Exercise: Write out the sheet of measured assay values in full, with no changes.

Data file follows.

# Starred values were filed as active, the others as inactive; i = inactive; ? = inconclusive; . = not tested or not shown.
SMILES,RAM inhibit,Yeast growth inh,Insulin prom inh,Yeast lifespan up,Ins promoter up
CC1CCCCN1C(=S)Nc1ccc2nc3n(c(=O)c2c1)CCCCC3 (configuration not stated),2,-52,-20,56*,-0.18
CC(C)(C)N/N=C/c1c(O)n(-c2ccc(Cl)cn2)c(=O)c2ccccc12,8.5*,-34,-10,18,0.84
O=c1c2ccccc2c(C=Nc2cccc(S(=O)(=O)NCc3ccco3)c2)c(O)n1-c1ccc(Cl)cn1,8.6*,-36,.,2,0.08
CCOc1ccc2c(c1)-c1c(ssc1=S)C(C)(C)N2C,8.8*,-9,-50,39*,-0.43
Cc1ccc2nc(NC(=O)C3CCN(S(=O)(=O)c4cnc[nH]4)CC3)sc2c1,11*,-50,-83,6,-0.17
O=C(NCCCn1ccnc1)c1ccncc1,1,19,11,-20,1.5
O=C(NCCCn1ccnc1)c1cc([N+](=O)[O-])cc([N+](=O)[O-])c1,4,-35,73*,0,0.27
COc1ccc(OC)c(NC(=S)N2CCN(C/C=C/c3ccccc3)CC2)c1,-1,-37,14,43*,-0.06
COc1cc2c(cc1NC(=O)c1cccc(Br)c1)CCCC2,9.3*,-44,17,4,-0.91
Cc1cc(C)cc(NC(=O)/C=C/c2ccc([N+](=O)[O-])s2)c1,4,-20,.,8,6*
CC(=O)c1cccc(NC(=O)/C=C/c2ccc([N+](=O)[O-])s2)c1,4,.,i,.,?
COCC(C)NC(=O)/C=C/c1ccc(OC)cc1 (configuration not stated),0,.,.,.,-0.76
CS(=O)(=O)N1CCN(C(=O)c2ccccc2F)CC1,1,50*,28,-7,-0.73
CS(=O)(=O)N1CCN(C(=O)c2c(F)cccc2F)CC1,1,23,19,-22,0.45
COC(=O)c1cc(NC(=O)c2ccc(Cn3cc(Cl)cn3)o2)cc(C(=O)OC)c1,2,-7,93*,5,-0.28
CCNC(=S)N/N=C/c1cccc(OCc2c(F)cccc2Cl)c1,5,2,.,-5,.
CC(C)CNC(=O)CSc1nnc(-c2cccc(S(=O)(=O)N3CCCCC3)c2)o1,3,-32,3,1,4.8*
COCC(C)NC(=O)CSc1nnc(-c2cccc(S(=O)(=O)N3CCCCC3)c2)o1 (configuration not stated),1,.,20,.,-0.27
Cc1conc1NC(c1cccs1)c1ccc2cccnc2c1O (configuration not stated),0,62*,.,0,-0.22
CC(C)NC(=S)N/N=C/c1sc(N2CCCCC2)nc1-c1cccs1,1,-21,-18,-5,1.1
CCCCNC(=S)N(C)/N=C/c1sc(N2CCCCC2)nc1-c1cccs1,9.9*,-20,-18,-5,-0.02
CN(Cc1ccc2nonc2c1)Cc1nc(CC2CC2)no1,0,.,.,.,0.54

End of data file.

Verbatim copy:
# Starred values were filed as active, the others as inactive; i = inactive; ? = inconclusive; . = not tested or not shown.
SMILES,RAM inhibit,Yeast growth inh,Insulin prom inh,Yeast lifespan up,Ins promoter up
CC1CCCCN1C(=S)Nc1ccc2nc3n(c(=O)c2c1)CCCCC3 (configuration not stated),2,-52,-20,56*,-0.18
CC(C)(C)N/N=C/c1c(O)n(-c2ccc(Cl)cn2)c(=O)c2ccccc12,8.5*,-34,-10,18,0.84
O=c1c2ccccc2c(C=Nc2cccc(S(=O)(=O)NCc3ccco3)c2)c(O)n1-c1ccc(Cl)cn1,8.6*,-36,.,2,0.08
CCOc1ccc2c(c1)-c1c(ssc1=S)C(C)(C)N2C,8.8*,-9,-50,39*,-0.43
Cc1ccc2nc(NC(=O)C3CCN(S(=O)(=O)c4cnc[nH]4)CC3)sc2c1,11*,-50,-83,6,-0.17
O=C(NCCCn1ccnc1)c1ccncc1,1,19,11,-20,1.5
O=C(NCCCn1ccnc1)c1cc([N+](=O)[O-])cc([N+](=O)[O-])c1,4,-35,73*,0,0.27
COc1ccc(OC)c(NC(=S)N2CCN(C/C=C/c3ccccc3)CC2)c1,-1,-37,14,43*,-0.06
COc1cc2c(cc1NC(=O)c1cccc(Br)c1)CCCC2,9.3*,-44,17,4,-0.91
Cc1cc(C)cc(NC(=O)/C=C/c2ccc([N+](=O)[O-])s2)c1,4,-20,.,8,6*
CC(=O)c1cccc(NC(=O)/C=C/c2ccc([N+](=O)[O-])s2)c1,4,.,i,.,?
COCC(C)NC(=O)/C=C/c1ccc(OC)cc1 (configuration not stated),0,.,.,.,-0.76
CS(=O)(=O)N1CCN(C(=O)c2ccccc2F)CC1,1,50*,28,-7,-0.73
CS(=O)(=O)N1CCN(C(=O)c2c(F)cccc2F)CC1,1,23,19,-22,0.45
COC(=O)c1cc(NC(=O)c2ccc(Cn3cc(Cl)cn3)o2)cc(C(=O)OC)c1,2,-7,93*,5,-0.28
CCNC(=S)N/N=C/c1cccc(OCc2c(F)cccc2Cl)c1,5,2,.,-5,.
CC(C)CNC(=O)CSc1nnc(-c2cccc(S(=O)(=O)N3CCCCC3)c2)o1,3,-32,3,1,4.8*
COCC(C)NC(=O)CSc1nnc(-c2cccc(S(=O)(=O)N3CCCCC3)c2)o1 (configuration not stated),1,.,20,.,-0.27
Cc1conc1NC(c1cccs1)c1ccc2cccnc2c1O (configuration not stated),0,62*,.,0,-0.22
CC(C)NC(=S)N/N=C/c1sc(N2CCCCC2)nc1-c1cccs1,1,-21,-18,-5,1.1
CCCCNC(=S)N(C)/N=C/c1sc(N2CCCCC2)nc1-c1cccs1,9.9*,-20,-18,-5,-0.02
CN(Cc1ccc2nonc2c1)Cc1nc(CC2CC2)no1,0,.,.,.,0.54